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Serenades Nos. 1 and 2

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After his death in 1927, Robert Fuchs all but vanished from public consciousness. Yet here is a composer whom Brahms held in the highest esteem, and who could count Mahler, Wolf and Sibelius among his many talented pupils. This selection of music for stri

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11 of 12 people found the following review helpful
Tuneful, Well-Crafted String Orchestra Pieces by Robert Fuchs March 29 2011
By J Scott Morrison - Published on
Format: Audio CD
Robert Fuchs (1847-1927) was a well-known Viennese composer in his day and a revered teacher of composition; among his students were Gustav Mahler, Jan Sibelius, George Enescu, Erich Maria Korngold, Franz Schmidt, Franz Schreker, Hugo Wolf and Alexander Zemlinsky. He had been a close friend of Johannes Brahms who often was the first to see and hear Fuchs's manuscripts. In German-speaking countries he was best-known for the two popular String Serenades heard on this disc; indeed, he was often jokingly referred to as 'Serenaden-Fuchs'.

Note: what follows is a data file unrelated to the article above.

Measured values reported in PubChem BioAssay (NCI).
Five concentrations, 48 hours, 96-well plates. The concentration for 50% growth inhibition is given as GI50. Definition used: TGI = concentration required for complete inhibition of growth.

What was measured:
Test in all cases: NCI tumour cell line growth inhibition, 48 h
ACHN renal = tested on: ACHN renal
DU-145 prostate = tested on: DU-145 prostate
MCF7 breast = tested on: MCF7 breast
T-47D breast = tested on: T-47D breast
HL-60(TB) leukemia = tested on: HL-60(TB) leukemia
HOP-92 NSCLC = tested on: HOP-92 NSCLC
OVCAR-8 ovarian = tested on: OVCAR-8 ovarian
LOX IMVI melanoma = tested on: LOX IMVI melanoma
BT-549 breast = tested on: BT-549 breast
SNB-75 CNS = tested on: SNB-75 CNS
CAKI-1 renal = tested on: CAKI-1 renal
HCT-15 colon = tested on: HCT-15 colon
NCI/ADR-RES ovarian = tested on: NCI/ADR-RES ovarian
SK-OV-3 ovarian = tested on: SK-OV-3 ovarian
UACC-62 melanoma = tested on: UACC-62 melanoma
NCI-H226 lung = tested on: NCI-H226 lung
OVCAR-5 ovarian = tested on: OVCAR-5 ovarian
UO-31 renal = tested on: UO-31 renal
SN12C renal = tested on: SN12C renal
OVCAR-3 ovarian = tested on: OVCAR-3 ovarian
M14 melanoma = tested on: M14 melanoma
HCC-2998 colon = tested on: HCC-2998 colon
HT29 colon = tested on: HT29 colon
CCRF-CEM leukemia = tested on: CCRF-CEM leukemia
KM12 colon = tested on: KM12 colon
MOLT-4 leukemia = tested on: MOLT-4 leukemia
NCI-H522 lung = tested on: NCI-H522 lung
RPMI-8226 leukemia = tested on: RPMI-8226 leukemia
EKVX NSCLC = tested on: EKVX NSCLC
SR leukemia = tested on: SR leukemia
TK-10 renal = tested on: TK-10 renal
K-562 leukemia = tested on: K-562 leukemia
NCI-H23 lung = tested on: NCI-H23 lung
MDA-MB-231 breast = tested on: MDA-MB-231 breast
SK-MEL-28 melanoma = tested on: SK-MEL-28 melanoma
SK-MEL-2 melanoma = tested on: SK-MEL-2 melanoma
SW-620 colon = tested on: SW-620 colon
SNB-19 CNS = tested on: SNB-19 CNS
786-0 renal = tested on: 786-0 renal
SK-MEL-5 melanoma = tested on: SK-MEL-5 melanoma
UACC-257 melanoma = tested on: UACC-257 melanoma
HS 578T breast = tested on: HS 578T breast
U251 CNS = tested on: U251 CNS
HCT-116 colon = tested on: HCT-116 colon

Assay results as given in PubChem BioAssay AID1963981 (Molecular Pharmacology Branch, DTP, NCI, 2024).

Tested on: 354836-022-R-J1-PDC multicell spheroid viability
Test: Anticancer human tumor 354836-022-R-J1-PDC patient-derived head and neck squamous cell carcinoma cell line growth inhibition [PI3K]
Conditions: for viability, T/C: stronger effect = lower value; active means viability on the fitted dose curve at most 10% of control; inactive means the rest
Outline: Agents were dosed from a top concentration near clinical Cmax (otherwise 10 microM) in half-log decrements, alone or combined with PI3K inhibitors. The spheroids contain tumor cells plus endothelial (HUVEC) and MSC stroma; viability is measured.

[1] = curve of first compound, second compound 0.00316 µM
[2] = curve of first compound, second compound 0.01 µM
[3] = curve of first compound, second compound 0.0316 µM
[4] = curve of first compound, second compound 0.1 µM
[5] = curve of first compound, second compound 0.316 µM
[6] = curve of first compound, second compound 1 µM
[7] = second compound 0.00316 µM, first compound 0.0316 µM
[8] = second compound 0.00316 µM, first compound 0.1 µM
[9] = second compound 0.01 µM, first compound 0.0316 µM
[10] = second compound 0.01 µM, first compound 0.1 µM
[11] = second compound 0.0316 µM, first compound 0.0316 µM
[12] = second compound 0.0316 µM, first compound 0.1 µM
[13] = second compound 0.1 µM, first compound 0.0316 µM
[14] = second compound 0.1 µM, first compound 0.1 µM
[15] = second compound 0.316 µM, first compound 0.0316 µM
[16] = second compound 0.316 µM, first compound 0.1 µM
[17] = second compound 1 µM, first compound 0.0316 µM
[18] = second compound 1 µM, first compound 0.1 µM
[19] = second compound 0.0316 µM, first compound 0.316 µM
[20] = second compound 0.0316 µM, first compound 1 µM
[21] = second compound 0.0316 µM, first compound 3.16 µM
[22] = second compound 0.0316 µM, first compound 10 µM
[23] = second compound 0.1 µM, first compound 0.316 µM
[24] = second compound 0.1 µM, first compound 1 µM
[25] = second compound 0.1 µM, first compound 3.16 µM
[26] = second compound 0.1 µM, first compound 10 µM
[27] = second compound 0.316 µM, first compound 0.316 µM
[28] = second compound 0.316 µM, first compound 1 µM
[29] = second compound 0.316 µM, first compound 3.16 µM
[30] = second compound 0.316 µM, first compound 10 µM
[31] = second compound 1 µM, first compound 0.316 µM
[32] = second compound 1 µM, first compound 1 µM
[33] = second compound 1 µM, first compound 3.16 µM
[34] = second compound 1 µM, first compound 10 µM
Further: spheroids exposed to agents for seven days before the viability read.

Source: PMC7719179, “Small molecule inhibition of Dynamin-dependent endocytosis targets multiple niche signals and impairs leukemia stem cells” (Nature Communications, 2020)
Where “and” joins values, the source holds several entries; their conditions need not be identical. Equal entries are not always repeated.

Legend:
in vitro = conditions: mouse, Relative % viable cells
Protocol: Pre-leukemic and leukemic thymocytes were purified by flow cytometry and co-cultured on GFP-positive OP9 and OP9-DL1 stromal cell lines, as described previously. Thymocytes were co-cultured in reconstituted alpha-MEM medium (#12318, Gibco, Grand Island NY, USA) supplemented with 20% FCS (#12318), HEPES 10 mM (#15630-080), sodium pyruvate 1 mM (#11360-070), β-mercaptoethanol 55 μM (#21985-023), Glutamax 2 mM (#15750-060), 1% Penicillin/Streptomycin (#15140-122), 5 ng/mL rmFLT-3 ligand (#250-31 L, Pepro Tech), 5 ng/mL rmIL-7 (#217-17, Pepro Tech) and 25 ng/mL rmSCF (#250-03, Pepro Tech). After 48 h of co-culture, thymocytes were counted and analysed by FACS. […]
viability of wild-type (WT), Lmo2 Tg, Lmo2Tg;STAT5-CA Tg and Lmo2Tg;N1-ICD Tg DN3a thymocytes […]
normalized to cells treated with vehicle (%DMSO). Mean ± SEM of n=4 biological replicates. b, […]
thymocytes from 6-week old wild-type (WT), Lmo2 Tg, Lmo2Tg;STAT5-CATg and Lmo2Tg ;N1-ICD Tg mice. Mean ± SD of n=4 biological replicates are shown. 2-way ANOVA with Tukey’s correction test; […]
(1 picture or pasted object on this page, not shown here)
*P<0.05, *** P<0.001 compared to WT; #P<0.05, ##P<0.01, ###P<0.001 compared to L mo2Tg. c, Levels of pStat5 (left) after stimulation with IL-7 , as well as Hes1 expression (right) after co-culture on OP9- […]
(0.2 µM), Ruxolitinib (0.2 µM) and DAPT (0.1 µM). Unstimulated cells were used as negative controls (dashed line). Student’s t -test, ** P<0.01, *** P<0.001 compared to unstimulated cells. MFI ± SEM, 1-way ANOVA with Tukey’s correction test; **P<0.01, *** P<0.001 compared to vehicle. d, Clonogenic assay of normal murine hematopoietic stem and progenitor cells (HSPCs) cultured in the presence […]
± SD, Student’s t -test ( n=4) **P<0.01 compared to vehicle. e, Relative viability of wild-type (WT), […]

The two String Serenades, Opp. 9 and 14, from 1874 and 1876 respectively, are entirely winning, tuneful, marvelously constructed works whose early popularity is easily understood. It is a bit mysterious as to why they fell from favor after Fuchs's death. Perhaps it is because the Viennese style of music had changed considerably with the advent of the post-romantic group of composers that included many of Fuchs's own students. And perhaps even in their own day they were a trifle old-fashioned, sounding more like Mendelssohn than more contemporary composers. Still, now at the distance of 125 years, their worth is clearly evident and it makes no difference that they were a bit out of fashion in the half-century after their composition.

The CD concludes with a performance of two pieces sharing the same opus number from 25 years later, the Andante Grazioso and Capriccio, Op. 63 (1900), lasting a total of about twenty minutes. They are clearly the work of the same composer but their harmonic language is a bit more chromatic and they express darker, more angst-ridden emotions.

The Cologne Chamber Orchestra was conducted by Helmut Müller-Brühl for 40+ years, from 1964 until 2008, and they made many recordings for the Naxos label. Among the notable ones are a series of Haydn symphonies Haydn: Symphonies, Vol. 24--Nos. 43, 46, & 47, Haydn: Symphonies Nos. 80, 81 & 99, et al., along with Bach harpsichord concerti Bach: Complete Orchestral Works (Box Set) and cantatas for alto J.S. Bach: Sacred Cantatas for Alto. The young conductor Christian Ludwig took over the post as Music Director upon Müller-Brühl's departure. He and the orchestra play these charming Fuchs works with grace and subtlety.

Scott Morrison

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